When some children were playing one of them said, "I will be a bear." He made a pile of dirt which the other children carried away in their hands until it was all gone. In their absence, he made claws for himself of hide fleshers and muscles of the larger hide dresser. With these, he dug a deep hole into which he went so far that he could not be seen. When he came out, he was covered with hair to his elbows and knees. He went in again and came out with hair to his shoulders and hips. When he came out the third time, his body was nearly covered, and the fourth time completely covered with hair.
He went among the people, running in and out, and killing the children. He went off to the Navajo country and hid his heart near some oak trees
at a place called, "open-mouth-bear". He then came back and again began to kill the people. Although they shot arrows at him, they could not hurt him.
Naiyenesgani went to the Navajo country carrying his war club. The bear, seeing the danger, started to run to the place where his heart lay. Naiyenesgani ran after him and came to the heart first. As he came near it be heard the oak leaves lying over it, making a noise like "ca a ca a". It was the beating of the heart that made them move. Naiyenesgani, making motions four times, struck the heart, and the bear, running close behind, fell dead.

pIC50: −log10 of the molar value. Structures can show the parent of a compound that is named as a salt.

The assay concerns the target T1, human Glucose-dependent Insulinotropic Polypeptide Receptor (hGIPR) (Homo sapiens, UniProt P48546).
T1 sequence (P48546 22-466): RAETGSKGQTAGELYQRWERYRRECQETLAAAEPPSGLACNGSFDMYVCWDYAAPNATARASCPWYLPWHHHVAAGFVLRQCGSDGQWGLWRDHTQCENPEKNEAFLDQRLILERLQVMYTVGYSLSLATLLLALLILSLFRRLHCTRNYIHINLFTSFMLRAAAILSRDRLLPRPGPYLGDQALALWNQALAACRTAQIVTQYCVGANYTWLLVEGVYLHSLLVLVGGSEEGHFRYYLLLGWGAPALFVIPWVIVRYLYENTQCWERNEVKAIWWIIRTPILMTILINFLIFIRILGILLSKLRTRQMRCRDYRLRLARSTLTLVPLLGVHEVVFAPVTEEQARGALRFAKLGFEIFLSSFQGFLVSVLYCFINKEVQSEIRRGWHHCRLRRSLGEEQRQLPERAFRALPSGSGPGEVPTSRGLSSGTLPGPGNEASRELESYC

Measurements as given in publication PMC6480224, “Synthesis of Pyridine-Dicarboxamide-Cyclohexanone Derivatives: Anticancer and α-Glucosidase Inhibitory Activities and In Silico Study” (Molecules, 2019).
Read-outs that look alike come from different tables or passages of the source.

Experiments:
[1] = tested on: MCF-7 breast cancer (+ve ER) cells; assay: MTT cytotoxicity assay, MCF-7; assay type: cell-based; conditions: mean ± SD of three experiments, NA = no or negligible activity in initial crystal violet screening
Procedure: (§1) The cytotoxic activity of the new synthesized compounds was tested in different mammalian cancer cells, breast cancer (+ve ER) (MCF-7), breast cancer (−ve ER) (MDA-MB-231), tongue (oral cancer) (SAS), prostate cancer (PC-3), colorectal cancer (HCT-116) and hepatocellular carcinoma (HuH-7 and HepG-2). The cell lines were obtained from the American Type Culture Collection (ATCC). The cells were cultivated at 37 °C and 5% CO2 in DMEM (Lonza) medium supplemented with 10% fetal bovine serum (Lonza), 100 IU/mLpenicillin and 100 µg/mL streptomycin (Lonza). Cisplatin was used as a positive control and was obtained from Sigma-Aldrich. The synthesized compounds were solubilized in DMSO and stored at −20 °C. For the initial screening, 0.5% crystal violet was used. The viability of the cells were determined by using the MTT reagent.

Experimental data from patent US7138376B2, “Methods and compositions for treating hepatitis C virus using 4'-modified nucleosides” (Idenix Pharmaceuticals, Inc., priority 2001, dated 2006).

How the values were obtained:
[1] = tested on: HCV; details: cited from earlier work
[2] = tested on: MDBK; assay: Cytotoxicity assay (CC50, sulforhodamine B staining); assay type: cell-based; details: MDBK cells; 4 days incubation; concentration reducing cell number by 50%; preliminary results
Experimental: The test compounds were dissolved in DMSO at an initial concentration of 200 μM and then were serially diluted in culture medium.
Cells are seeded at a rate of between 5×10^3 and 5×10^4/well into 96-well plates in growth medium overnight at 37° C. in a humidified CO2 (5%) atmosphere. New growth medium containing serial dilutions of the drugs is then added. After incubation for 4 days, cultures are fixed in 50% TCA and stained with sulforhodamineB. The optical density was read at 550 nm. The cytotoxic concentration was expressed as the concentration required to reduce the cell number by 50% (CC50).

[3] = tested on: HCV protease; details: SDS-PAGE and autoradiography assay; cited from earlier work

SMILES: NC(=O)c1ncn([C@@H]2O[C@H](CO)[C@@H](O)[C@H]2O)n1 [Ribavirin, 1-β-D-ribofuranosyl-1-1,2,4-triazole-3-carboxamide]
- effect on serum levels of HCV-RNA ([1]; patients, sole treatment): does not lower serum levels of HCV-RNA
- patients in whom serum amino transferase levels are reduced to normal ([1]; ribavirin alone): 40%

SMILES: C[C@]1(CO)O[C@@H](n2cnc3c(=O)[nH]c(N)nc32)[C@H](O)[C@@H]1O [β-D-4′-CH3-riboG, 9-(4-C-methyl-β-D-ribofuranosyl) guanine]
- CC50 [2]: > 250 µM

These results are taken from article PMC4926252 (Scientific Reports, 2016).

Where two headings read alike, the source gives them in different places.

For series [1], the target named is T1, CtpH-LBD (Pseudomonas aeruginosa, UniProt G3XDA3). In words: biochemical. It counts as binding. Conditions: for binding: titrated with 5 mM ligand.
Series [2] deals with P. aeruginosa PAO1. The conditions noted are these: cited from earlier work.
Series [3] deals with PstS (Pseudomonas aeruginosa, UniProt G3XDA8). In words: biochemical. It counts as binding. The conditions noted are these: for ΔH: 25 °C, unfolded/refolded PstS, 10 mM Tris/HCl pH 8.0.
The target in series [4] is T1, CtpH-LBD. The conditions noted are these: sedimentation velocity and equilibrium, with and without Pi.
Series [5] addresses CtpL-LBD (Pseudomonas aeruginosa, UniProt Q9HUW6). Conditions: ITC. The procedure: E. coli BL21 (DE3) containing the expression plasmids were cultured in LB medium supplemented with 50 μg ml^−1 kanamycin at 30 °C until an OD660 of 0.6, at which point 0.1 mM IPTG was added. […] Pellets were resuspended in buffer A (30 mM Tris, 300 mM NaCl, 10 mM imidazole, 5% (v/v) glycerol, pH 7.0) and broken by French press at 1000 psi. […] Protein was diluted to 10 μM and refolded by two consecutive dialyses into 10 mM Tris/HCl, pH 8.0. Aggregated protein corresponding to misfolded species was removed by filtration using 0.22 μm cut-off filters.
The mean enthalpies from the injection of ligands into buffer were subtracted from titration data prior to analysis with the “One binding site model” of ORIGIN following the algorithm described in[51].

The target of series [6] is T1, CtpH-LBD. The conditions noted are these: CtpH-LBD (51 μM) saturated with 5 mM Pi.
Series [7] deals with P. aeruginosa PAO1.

203:4 The story given by Russell, (a), p. 262, agrees very well except that Fox (Coyote) is the hero; but the bears referred to by Mooney (a, p. 208) seem not the same in any particular. Matthews has the incident of the gradual transformation of a girl into a bear and that of the detached vitals but not in connection with Naiyenesgani, pp. 99-101. Naiyenesgani does kill the bear that pursues one of the monsters, but the account is abbreviated, p. 124. The same motive with different details appears in Gros Ventre, Kroeber, (a), p. 105.